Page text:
Respondents were split on impeaching Fairfax, 28% in favor and 33% against, with another 33% unsure.
Only 19% believed Herring should resign and 14% favored impeachment, giving him better numbers on these two questions than Northam and Fairfax.
Respondents were split on how to fill potential vacancies in the governor’s office and lieutenant governor’s office. Narrow pluralities favored a special election to fill a vacancy in each office (42% for governor, 43% for lieutenant governor), while a slightly smaller percentage of respondents said the new officeholder should be able to serve the remainder of the unexpired terms (36% for governor, 37% for lieutenant governor). In actuality, a lieutenant governor who ascended to the governorship in the event of a vacancy would be able to serve as governor until 2021, while in the case of the lieutenant governor post, the governor would appoint a temporary replacement but there likely would be a special election as early as this November.
Just 25% of Virginia adults surveyed approved of President Donald Trump’s job performance, while 56% disapproved. Democrats held wide leads in a generic ballot test for Virginia’s state legislative elections (34%-21%) this fall and 45%-25% and 43%-26% leads, respectively, for generic ballot tests of the 2020 presidential and Senate elections pitting unnamed Democratic and Republican candidates against each other in the state. However, there are a few caveats worth mentioning before jumping to conclusions about bright Democratic prospects in the state despite scandal. The first is that this is a poll of Virginia adults, not registered or likely voters, and thus it is not intended to forecast an actual electorate for 2020 or especially 2019, when turnout is historically much lower than a presidential or even a midterm election. Also, Republican self-identifiers were much likelier to express uncertainty about their vote choices in these upcoming elections, meaning that the relatively weak levels of support for Republicans in this poll might have more room to grow in actuality. And for as bad as Trump’s approval is in this poll (25%), Northam’s is even worse (17%), albeit with many more respondents declining to express a view of the governor than the president. Sen. Mark Warner’s (D-VA) job approval split was markedly better than both, with 39% approving, 19% disapproving, and 37% neither approving nor disapproving. Warner is up for reelection next year.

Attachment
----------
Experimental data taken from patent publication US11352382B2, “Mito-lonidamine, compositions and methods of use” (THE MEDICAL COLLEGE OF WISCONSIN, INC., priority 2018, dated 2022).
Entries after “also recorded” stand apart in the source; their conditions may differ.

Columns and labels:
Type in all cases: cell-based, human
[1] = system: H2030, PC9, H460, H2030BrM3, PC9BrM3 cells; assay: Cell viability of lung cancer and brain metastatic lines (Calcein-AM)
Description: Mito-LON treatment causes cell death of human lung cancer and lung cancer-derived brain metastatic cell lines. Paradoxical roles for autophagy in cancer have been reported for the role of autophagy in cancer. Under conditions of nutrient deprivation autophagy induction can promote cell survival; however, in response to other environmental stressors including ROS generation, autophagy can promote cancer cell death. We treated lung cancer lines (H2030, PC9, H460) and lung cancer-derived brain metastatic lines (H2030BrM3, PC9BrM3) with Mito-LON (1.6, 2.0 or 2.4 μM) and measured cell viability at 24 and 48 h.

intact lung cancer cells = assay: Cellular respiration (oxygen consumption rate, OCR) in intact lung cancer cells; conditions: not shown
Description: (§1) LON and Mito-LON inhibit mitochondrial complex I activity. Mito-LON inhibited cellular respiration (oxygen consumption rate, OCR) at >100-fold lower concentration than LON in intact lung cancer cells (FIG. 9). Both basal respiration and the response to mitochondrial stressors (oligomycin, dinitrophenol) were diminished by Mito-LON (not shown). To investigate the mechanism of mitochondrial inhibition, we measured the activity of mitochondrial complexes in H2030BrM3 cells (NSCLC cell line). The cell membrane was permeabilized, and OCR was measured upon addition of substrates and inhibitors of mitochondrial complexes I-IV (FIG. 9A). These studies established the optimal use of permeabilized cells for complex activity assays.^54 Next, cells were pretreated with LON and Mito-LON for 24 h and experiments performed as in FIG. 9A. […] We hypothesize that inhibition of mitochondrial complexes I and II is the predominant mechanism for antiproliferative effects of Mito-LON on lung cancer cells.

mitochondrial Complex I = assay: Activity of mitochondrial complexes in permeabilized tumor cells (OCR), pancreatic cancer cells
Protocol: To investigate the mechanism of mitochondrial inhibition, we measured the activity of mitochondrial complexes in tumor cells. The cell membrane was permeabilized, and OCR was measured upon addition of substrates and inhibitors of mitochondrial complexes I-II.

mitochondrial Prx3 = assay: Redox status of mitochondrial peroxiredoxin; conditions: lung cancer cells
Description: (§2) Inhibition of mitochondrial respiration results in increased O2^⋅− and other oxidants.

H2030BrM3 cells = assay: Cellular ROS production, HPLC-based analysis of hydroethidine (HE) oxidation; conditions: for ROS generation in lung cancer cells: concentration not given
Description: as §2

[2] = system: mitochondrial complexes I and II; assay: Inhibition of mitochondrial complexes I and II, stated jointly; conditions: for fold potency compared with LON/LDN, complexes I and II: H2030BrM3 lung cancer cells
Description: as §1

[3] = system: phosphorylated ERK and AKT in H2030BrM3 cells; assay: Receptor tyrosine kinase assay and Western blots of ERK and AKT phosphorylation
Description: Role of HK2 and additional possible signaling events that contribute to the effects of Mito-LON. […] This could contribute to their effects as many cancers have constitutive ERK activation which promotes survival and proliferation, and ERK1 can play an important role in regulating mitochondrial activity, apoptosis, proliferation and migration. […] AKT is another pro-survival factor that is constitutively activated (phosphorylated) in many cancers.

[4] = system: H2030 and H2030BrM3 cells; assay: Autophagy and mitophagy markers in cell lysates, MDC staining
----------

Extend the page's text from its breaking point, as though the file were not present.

The study was conducted online with Ipsos’s KnowledgePanel® Omnibus. The KnowledgePanel is the largest probability-based panel designed to be representative of the US general population, including non-internet households by providing them with web-enabled devices. The study consisted of 636 interviews with a representative sample of Virginia residents, aged 18+, conducted between Feb. 15-19, 2019. The margin of sampling error at the 95% confidence level is +/-4 percentage points.
This study is different from previous polls Ipsos has conducted in conjunction with the UVA Center for Politics in that the survey was conducted using a probability-based online panel as opposed to a non-probability panel. The UVA Center for Politics and Ipsos released several state-level surveys last year in the leadup to the 2018 midterm election and partnered on the UVA Center for Politics/Ipsos Political Atlas.
The full results are available at: